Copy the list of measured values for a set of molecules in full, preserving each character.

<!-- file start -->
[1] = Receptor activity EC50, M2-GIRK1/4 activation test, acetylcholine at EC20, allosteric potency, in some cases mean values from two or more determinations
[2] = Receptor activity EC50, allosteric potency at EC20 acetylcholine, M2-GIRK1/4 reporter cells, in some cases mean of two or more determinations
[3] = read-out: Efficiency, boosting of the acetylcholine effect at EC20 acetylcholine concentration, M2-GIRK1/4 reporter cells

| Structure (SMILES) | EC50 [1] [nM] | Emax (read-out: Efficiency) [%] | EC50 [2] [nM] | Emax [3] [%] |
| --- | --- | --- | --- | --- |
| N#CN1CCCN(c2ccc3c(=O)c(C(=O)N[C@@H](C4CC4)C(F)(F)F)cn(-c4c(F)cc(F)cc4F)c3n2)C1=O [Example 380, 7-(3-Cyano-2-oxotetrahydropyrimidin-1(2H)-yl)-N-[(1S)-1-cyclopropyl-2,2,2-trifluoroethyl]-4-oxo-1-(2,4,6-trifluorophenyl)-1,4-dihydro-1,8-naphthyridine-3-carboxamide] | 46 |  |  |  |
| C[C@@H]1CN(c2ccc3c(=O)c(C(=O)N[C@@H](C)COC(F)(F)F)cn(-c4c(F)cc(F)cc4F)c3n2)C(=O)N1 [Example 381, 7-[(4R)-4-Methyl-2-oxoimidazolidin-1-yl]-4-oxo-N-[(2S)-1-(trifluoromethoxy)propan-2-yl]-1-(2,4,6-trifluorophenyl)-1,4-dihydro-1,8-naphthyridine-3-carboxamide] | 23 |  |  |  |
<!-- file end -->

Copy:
[1] = Receptor activity EC50, M2-GIRK1/4 activation test, acetylcholine at EC20, allosteric potency, in some cases mean values from two or more determinations
[2] = Receptor activity EC50, allosteric potency at EC20 acetylcholine, M2-GIRK1/4 reporter cells, in some cases mean of two or more determinations
[3] = read-out: Efficiency, boosting of the acetylcholine effect at EC20 acetylcholine concentration, M2-GIRK1/4 reporter cells

| Structure (SMILES) | EC50 [1] [nM] | Emax (read-out: Efficiency) [%] | EC50 [2] [nM] | Emax [3] [%] |
| --- | --- | --- | --- | --- |
| N#CN1CCCN(c2ccc3c(=O)c(C(=O)N[C@@H](C4CC4)C(F)(F)F)cn(-c4c(F)cc(F)cc4F)c3n2)C1=O [Example 380, 7-(3-Cyano-2-oxotetrahydropyrimidin-1(2H)-yl)-N-[(1S)-1-cyclopropyl-2,2,2-trifluoroethyl]-4-oxo-1-(2,4,6-trifluorophenyl)-1,4-dihydro-1,8-naphthyridine-3-carboxamide] | 46 |  |  |  |
| C[C@@H]1CN(c2ccc3c(=O)c(C(=O)N[C@@H](C)COC(F)(F)F)cn(-c4c(F)cc(F)cc4F)c3n2)C(=O)N1 [Example 381, 7-[(4R)-4-Methyl-2-oxoimidazolidin-1-yl]-4-oxo-N-[(2S)-1-(trifluoromethoxy)propan-2-yl]-1-(2,4,6-trifluorophenyl)-1,4-dihydro-1,8-naphthyridine-3-carboxamide] | 23 |  |  |  |